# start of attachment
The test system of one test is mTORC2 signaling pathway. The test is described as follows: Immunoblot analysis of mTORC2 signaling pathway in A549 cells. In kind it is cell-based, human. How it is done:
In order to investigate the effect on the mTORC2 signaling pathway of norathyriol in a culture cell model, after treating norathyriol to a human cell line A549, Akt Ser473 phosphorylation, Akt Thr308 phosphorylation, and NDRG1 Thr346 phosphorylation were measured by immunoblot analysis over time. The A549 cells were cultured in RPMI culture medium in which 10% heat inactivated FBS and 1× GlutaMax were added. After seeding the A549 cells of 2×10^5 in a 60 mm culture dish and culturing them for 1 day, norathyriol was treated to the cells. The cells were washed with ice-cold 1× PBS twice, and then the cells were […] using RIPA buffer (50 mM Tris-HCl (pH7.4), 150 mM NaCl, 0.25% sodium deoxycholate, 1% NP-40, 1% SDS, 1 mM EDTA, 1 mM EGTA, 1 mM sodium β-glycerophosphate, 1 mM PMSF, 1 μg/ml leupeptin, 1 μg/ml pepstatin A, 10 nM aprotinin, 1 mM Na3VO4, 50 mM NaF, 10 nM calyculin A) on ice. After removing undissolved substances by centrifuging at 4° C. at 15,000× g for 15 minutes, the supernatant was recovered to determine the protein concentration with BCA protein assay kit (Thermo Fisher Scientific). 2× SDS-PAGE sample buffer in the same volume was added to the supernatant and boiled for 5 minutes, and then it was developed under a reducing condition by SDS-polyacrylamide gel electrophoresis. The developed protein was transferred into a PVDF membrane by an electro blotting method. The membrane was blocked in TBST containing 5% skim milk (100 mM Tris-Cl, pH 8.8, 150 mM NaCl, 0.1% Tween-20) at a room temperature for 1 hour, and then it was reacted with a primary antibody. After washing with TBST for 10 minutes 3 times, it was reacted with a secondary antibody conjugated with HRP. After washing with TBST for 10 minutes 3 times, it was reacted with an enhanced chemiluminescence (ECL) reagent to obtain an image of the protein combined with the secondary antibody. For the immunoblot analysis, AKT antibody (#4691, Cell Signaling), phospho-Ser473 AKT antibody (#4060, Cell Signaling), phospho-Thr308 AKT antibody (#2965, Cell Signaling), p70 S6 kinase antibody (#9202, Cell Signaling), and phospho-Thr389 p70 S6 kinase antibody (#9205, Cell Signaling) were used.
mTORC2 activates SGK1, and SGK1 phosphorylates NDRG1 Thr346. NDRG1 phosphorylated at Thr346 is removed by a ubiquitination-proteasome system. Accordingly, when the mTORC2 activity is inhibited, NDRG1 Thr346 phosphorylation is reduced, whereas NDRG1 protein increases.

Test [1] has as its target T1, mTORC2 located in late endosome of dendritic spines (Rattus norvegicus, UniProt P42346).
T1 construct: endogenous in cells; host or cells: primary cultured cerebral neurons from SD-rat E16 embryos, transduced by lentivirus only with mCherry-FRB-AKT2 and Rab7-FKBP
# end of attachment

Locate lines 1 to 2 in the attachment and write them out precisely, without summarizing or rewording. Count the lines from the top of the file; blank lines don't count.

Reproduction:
The test system of one test is mTORC2 signaling pathway. The test is described as follows: Immunoblot analysis of mTORC2 signaling pathway in A549 cells. In kind it is cell-based, human. How it is done:
In order to investigate the effect on the mTORC2 signaling pathway of norathyriol in a culture cell model, after treating norathyriol to a human cell line A549, Akt Ser473 phosphorylation, Akt Thr308 phosphorylation, and NDRG1 Thr346 phosphorylation were measured by immunoblot analysis over time. The A549 cells were cultured in RPMI culture medium in which 10% heat inactivated FBS and 1× GlutaMax were added. After seeding the A549 cells of 2×10^5 in a 60 mm culture dish and culturing them for 1 day, norathyriol was treated to the cells. The cells were washed with ice-cold 1× PBS twice, and then the cells were […] using RIPA buffer (50 mM Tris-HCl (pH7.4), 150 mM NaCl, 0.25% sodium deoxycholate, 1% NP-40, 1% SDS, 1 mM EDTA, 1 mM EGTA, 1 mM sodium β-glycerophosphate, 1 mM PMSF, 1 μg/ml leupeptin, 1 μg/ml pepstatin A, 10 nM aprotinin, 1 mM Na3VO4, 50 mM NaF, 10 nM calyculin A) on ice. After removing undissolved substances by centrifuging at 4° C. at 15,000× g for 15 minutes, the supernatant was recovered to determine the protein concentration with BCA protein assay kit (Thermo Fisher Scientific). 2× SDS-PAGE sample buffer in the same volume was added to the supernatant and boiled for 5 minutes, and then it was developed under a reducing condition by SDS-polyacrylamide gel electrophoresis. The developed protein was transferred into a PVDF membrane by an electro blotting method. The membrane was blocked in TBST containing 5% skim milk (100 mM Tris-Cl, pH 8.8, 150 mM NaCl, 0.1% Tween-20) at a room temperature for 1 hour, and then it was reacted with a primary antibody. After washing with TBST for 10 minutes 3 times, it was reacted with a secondary antibody conjugated with HRP. After washing with TBST for 10 minutes 3 times, it was reacted with an enhanced chemiluminescence (ECL) reagent to obtain an image of the protein combined with the secondary antibody. For the immunoblot analysis, AKT antibody (#4691, Cell Signaling), phospho-Ser473 AKT antibody (#4060, Cell Signaling), phospho-Thr308 AKT antibody (#2965, Cell Signaling), p70 S6 kinase antibody (#9202, Cell Signaling), and phospho-Thr389 p70 S6 kinase antibody (#9205, Cell Signaling) were used.